Here’s my list of recommended changes based on this testing:

  • fix the top half of the trailing edge waveform (most important)
  • make the switch go into true sine wave mode by default - so even if people do use it with a non-approved load, it stands a higher chance of working reliably
  • add an explicit option for selecting between trailing and leading edge dimming, so people can select the best mode for their specific bulbs (relying on the 3-way mode to force leading edge is a bit of a hack, and has the downside of producing relay click noises)
  • if possible, improve the trailing edge mode so that it can actually reach 100% duty cycle (i.e. the output should look identical to the full sine wave mode when set to 100% brightness)

I spoke with the engineer on the wave form difference when the switch goes to 70% or above and the engineer said:

"If you’re using an LED light bulb, it’s going to get a nice sinusoidal wave,
Due to limited hardware conditions, if we do not limit the output of positive half cycle, then our switch is not compatible with LED bulbs.

With capacitive loads Trailing edge, which do not limit positive half-cycle output, we will fail to detect zero-crossing signals and AUX signals, which will result in invalid AUX and bulb flickering"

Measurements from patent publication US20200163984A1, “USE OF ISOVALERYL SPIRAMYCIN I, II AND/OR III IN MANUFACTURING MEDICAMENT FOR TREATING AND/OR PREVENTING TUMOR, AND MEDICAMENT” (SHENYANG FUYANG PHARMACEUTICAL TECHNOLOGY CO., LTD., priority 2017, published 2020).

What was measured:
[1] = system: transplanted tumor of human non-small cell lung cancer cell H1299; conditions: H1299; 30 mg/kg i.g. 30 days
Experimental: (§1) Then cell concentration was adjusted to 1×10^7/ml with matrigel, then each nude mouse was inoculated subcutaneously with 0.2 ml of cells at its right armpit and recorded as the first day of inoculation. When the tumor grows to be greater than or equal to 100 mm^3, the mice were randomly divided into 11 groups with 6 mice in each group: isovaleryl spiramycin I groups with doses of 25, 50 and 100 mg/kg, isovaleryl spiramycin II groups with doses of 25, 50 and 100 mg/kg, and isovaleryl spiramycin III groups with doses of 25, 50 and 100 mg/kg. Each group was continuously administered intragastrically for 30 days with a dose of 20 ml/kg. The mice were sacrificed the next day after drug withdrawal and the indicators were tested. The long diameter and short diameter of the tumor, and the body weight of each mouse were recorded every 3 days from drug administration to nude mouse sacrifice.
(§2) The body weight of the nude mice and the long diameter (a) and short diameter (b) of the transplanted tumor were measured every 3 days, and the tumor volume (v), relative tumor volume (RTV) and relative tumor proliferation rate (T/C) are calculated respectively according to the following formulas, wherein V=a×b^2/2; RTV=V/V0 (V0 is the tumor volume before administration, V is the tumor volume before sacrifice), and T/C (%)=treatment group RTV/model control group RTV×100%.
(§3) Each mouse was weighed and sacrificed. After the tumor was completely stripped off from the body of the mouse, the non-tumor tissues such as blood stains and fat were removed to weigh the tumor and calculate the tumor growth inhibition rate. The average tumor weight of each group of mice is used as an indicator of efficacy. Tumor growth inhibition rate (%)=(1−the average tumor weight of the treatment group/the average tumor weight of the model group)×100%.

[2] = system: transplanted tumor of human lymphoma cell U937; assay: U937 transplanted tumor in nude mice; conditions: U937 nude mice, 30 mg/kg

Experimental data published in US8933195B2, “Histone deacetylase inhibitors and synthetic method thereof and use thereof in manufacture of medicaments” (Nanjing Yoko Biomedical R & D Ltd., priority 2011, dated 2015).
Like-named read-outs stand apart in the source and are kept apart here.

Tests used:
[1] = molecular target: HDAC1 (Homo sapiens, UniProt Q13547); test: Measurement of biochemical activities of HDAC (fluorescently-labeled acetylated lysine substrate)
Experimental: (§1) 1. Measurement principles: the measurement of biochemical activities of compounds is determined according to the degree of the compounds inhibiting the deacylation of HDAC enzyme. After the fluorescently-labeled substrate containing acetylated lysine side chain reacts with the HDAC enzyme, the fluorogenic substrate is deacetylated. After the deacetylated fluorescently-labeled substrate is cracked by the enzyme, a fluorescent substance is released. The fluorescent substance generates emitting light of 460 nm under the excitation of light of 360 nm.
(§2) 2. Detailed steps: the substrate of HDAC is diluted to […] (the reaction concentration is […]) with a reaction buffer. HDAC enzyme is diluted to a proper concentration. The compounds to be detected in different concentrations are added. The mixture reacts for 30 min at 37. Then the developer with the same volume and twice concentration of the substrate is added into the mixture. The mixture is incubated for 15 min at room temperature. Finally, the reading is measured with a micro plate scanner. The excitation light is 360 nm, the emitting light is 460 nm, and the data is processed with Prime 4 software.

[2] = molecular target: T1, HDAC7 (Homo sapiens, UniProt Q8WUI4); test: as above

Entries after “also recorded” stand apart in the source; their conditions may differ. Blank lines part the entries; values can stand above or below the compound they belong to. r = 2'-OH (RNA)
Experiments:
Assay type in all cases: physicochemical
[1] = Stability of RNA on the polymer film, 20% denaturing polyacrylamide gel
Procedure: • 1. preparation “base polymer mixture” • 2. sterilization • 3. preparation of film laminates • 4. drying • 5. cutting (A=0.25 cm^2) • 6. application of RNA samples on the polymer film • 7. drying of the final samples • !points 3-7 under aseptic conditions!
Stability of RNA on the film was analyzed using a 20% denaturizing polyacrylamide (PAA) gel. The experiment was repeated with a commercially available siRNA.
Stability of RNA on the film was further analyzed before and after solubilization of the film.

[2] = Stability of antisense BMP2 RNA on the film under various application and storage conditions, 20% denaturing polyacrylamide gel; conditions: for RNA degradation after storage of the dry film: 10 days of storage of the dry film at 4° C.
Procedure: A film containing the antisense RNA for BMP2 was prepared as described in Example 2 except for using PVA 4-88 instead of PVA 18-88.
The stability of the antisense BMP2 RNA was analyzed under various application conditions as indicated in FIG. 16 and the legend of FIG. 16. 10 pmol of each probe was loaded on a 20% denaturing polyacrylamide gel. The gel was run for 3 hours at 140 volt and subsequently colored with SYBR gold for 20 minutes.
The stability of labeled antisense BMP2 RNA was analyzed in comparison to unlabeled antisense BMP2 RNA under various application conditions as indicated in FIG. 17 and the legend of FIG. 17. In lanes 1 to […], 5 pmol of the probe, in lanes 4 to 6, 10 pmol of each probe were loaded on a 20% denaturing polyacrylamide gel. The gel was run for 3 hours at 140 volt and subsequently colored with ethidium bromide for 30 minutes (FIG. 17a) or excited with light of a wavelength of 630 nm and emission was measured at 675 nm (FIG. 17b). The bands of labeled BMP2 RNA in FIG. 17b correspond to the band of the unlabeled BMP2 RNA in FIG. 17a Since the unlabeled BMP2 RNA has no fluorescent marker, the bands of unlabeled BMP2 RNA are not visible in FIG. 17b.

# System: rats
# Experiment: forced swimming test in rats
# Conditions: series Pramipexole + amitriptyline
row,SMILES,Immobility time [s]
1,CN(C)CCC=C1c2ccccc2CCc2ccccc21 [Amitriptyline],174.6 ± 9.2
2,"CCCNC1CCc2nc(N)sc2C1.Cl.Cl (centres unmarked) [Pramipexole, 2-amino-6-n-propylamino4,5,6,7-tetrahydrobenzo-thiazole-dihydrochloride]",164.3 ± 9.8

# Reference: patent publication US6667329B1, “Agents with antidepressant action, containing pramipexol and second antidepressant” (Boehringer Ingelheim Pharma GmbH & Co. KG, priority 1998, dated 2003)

So the waveform is designed the way it is for better compatibility with certain LED bulbs and so that there is not interference when detecting aux switch button presses when the level is above 70%.

We are working on a configuration option to “Disable trailing edge output” so users with bulbs that perform better in leading edge mode can revert their output back.

Currently to disable trailing edge the only option is to change to dumb switch mode or to unplug the neutral on the back of the switch.


Hmm… that’s very interesting - thanks for sharing their response. My apologies for assuming that this was a bug and not a deliberate engineering trade-off!

I had been assuming that there was also a zero-crossing detector on the input to the switch that could take advantage of the neutral connection (when present) - but if there is only a non-neutral style zero-crossing detector, then I can see how that would be limiting.

It would be nice to fix this limitation in a future hardware revision (or at least fix it in future derivative products, like the mmwave switches), so that trailing-edge dimming can be fully functional. (It may be that 3-way aux setups will never fully support trailing-edge, even with hardware revisions - but single-pole should be completely doable)

Given the limitations of trailing-edge dimming with the current hardware, it seems better to have leading-edge dimming be the default mode (once that configuration option is added). That way, firmware updates wouldn’t cause any unpleasant surprises for existing users, and new users would get a better out-of-the-box experience with better bulb compatibility. Power users would still be able to opt-in to trailing-edge dimming, so they can see if their bulbs benefit from it.